In October of 2014, Marie Kondo’s The Life-Changing Magic of Tidying Up was published, and a sudden frenzy for de-cluttering was born. Though I never read the book, it was referenced in TV shows and other media so many times that it was impossible to ignore. For some teachers, this de-cluttering frenzy may have brought up feelings of shame over the stacks of unused materials taking up precious space in their classrooms. For others, it may have inspired guilt that they don’t have their classroom organized the way that they’d like.
No matter where you fit into this scenario, I think it’s important to maintain reasonable expectations. Music teachers are often responsible for hundreds of items, ranging from simple rhythm sticks to instruments that are worth hundreds and even thousands of dollars. And that doesn’t include all of the other materials, such as songbooks, pencils, staplers, and manipulatives. Naturally, you want to see these items cared for and organized properly, but you’re only one person. Try to maintain reasonable expectations of yourself, do what you can, and try to find a method that works for you.
KEEP IT OR TOSS IT
For me, I like to have a method I can use year after year. A huge portion of my organization process goes to deciding what to keep and what to let go. I make these decisions before I do anything else. This saves me time in the long-run, as I won’t waste time organizing and storing items that I’ll never use again. I created this Tough Love Toss Flowchart, which mimics how I approach tidying up. For some, my method may be too rigid. For others, it might be the opposite. Either way, it’s a starting point for you to create your own standards for choosing what items to keep, donate, or toss. You can download this flowchart for free HERE.
LABELS & INVENTORY LISTS
Now that you’ve de-cluttered, it’s time to start labeling and creating an inventory list. This will serve two purposes. First, labeling your items ensures that, if items do sprout legs and wander off, at least everyone will know where they rightfully belong. Second, an inventory list will help you keep track of items that are too numerous or cumbersome to label.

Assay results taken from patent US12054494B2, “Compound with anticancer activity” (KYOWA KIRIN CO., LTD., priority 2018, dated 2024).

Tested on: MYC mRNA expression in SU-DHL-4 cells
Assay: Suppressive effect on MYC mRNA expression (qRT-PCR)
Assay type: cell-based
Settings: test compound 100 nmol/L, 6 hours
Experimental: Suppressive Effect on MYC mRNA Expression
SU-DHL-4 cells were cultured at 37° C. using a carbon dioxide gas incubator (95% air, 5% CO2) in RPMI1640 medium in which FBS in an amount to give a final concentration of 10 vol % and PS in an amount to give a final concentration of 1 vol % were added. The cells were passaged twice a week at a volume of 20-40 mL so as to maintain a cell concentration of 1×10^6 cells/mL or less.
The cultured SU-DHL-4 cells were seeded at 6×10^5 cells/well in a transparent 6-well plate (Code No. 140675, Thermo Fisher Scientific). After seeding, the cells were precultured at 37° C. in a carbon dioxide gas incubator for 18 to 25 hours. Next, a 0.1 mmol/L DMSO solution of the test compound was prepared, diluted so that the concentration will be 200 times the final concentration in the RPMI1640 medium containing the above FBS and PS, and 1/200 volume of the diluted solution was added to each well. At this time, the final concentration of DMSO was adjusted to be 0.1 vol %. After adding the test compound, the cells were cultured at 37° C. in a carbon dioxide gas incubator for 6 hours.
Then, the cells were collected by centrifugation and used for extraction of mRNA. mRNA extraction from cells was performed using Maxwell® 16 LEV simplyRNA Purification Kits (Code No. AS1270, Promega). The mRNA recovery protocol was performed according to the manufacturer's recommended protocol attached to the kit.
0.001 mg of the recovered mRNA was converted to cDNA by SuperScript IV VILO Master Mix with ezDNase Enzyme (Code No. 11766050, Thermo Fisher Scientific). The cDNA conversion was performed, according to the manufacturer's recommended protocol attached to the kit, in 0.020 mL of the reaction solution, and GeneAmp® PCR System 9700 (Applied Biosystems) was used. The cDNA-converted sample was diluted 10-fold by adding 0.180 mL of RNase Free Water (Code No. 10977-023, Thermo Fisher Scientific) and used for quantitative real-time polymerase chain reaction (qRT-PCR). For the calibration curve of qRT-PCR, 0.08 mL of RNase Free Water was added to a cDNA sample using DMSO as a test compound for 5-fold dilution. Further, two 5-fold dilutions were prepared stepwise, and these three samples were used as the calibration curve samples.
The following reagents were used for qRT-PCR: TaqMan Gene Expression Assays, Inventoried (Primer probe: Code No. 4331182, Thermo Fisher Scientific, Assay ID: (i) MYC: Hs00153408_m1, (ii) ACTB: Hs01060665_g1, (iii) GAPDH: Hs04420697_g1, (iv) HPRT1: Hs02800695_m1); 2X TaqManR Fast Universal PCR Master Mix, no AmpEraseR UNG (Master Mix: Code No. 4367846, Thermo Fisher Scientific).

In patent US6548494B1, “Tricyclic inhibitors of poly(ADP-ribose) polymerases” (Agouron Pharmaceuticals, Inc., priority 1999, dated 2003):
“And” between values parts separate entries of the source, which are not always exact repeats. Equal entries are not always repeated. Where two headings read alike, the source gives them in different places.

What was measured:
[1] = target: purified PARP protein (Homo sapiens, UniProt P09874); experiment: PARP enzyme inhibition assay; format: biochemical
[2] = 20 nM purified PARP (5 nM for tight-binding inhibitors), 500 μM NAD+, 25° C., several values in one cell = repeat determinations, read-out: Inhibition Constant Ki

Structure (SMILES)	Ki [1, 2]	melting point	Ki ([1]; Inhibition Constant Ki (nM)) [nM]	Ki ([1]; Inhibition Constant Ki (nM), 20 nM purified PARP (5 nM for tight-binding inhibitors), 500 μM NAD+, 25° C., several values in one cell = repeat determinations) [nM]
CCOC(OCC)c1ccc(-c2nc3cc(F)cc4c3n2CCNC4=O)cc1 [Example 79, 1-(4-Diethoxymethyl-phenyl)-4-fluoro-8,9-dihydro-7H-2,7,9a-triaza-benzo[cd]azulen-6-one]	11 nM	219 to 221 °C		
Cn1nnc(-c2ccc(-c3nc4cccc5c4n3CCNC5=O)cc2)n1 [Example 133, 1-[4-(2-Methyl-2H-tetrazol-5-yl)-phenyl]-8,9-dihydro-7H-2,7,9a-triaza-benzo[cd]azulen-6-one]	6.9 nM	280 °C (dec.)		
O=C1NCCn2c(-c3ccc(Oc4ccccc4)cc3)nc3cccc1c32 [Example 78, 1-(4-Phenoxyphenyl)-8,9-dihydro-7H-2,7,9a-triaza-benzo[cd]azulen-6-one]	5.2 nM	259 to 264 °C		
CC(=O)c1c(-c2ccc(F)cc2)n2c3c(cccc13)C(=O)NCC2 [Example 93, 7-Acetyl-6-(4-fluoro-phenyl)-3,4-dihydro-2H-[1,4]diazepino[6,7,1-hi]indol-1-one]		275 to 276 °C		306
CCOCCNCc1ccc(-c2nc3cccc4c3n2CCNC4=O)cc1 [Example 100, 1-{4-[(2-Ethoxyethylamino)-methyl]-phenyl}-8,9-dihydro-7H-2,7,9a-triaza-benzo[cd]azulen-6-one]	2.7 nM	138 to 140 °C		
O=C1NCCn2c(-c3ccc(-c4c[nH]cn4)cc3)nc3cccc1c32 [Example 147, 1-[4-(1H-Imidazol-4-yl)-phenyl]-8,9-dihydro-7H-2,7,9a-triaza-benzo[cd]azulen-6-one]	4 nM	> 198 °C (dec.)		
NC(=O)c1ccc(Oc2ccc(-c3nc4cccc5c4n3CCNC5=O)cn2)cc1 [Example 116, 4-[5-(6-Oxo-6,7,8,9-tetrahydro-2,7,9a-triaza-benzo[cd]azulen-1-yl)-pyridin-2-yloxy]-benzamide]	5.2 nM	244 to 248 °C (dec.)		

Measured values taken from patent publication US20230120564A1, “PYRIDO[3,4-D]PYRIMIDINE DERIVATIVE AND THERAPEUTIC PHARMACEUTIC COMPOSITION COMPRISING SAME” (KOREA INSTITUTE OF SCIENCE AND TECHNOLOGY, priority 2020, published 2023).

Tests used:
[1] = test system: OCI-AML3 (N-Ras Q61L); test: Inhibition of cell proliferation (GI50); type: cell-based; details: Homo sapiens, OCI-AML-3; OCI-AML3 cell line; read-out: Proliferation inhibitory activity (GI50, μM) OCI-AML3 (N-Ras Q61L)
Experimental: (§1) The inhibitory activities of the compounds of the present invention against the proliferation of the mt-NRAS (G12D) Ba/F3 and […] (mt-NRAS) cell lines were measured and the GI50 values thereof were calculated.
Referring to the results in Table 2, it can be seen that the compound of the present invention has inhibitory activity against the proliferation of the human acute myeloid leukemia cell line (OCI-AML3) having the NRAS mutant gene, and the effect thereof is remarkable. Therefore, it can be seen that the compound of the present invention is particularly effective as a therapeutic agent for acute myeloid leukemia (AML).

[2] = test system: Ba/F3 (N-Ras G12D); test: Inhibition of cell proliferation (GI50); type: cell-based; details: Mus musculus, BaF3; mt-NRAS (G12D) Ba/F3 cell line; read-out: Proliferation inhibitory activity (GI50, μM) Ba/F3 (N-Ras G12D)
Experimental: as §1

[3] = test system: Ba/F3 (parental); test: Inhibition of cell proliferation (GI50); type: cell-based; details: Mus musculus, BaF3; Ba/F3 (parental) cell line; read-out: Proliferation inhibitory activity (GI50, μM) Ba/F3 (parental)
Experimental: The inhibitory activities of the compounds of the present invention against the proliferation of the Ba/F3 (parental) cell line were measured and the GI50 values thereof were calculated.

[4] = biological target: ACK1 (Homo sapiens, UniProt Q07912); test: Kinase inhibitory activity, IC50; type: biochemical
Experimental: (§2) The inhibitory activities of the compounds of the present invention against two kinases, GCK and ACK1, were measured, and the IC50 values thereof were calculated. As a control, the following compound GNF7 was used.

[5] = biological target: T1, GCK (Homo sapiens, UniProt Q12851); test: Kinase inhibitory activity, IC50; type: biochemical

Once you’ve slapped a label on everything that isn’t bolted down, you can start the process of listing everything that belongs in your room (including the items that are labeled). It’s helpful to keep a digital copy of your list so that you can edit it from year to year, and it’ll never get lost among all the papers you store throughout the summer. I created an inventory list for my Music Teacher Planners that I’d like to share with you. You have the option of printing it out and filling it in by hand or editing it digitally and keeping it stored in your computer. You can download the inventory lists for free HERE. You can also see everything that’s included in my Music Teacher Planners by visiting my Shop page.
Inventory lists can also be helpful with budgeting. By labeling the condition of all of your materials each year, you can know ahead of time when you may need replacements and work it into your budget or grant plans.
Lastly, here are some ideas/tips for the end of the year tidying and organization:
- If you’re able, spread your cleaning/organizing time across several days, rather than attempting to do it all in one short burst. That way you can take your time, be methodical, and not be tempted to cut corners. Just bask in your awesome work tunes and enjoy having more than 20 minutes for lunch.
- Chat with your custodians about what to do with your trash. Not only will they appreciate the warning, but they may even roll in a few extra garbage buckets for you to use.
- While you’re chatting with the custodians about the trash, ask them if you can borrow some of their cleaning supplies. You’ll be able to dust off materials before packing them away. This will save you from inhaling a thousand dust bunnies next year when you open your storage cabinets.
- Check out the teacher’s workroom to see if someone else’s trash could be your treasure. Another teacher might just be throwing away hundreds of bottlecaps that you could use as melodic or rhythmic manipulatives.
- If the papers you find aren’t important enough to be filed, then they’re not important enough to keep. So, if you don’t already have a file for those sweet notes you get from students, now’s the time to make one!